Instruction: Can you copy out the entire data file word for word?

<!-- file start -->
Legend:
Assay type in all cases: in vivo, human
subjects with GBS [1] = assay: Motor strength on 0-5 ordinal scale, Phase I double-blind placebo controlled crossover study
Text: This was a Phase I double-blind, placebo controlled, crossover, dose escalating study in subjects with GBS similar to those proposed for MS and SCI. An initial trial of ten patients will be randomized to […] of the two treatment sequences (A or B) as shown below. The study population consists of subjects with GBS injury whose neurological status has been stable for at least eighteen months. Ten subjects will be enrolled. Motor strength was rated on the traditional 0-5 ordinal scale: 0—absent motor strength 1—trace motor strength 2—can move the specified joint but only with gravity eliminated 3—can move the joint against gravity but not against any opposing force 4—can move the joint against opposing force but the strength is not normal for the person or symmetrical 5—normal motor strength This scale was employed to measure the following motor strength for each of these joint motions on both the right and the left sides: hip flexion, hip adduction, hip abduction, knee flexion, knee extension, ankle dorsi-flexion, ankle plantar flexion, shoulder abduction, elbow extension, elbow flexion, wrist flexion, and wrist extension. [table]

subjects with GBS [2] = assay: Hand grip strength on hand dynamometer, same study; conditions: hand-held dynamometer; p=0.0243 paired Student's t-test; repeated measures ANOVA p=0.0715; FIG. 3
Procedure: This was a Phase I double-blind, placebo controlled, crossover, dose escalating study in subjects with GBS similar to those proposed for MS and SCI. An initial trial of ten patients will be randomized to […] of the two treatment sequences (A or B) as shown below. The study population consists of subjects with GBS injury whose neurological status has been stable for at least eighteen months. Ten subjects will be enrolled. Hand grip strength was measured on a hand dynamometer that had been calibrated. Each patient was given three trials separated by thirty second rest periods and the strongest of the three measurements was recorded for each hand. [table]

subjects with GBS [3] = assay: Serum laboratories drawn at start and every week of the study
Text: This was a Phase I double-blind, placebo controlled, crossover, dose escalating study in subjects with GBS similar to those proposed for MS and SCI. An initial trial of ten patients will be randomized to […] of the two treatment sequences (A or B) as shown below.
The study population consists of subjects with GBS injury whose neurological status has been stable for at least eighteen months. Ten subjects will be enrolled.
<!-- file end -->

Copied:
Legend:
Assay type in all cases: in vivo, human
subjects with GBS [1] = assay: Motor strength on 0-5 ordinal scale, Phase I double-blind placebo controlled crossover study
Text: This was a Phase I double-blind, placebo controlled, crossover, dose escalating study in subjects with GBS similar to those proposed for MS and SCI. An initial trial of ten patients will be randomized to […] of the two treatment sequences (A or B) as shown below. The study population consists of subjects with GBS injury whose neurological status has been stable for at least eighteen months. Ten subjects will be enrolled. Motor strength was rated on the traditional 0-5 ordinal scale: 0—absent motor strength 1—trace motor strength 2—can move the specified joint but only with gravity eliminated 3—can move the joint against gravity but not against any opposing force 4—can move the joint against opposing force but the strength is not normal for the person or symmetrical 5—normal motor strength This scale was employed to measure the following motor strength for each of these joint motions on both the right and the left sides: hip flexion, hip adduction, hip abduction, knee flexion, knee extension, ankle dorsi-flexion, ankle plantar flexion, shoulder abduction, elbow extension, elbow flexion, wrist flexion, and wrist extension. [table]

subjects with GBS [2] = assay: Hand grip strength on hand dynamometer, same study; conditions: hand-held dynamometer; p=0.0243 paired Student's t-test; repeated measures ANOVA p=0.0715; FIG. 3
Procedure: This was a Phase I double-blind, placebo controlled, crossover, dose escalating study in subjects with GBS similar to those proposed for MS and SCI. An initial trial of ten patients will be randomized to […] of the two treatment sequences (A or B) as shown below. The study population consists of subjects with GBS injury whose neurological status has been stable for at least eighteen months. Ten subjects will be enrolled. Hand grip strength was measured on a hand dynamometer that had been calibrated. Each patient was given three trials separated by thirty second rest periods and the strongest of the three measurements was recorded for each hand. [table]

subjects with GBS [3] = assay: Serum laboratories drawn at start and every week of the study
Text: This was a Phase I double-blind, placebo controlled, crossover, dose escalating study in subjects with GBS similar to those proposed for MS and SCI. An initial trial of ten patients will be randomized to […] of the two treatment sequences (A or B) as shown below.
The study population consists of subjects with GBS injury whose neurological status has been stable for at least eighteen months. Ten subjects will be enrolled.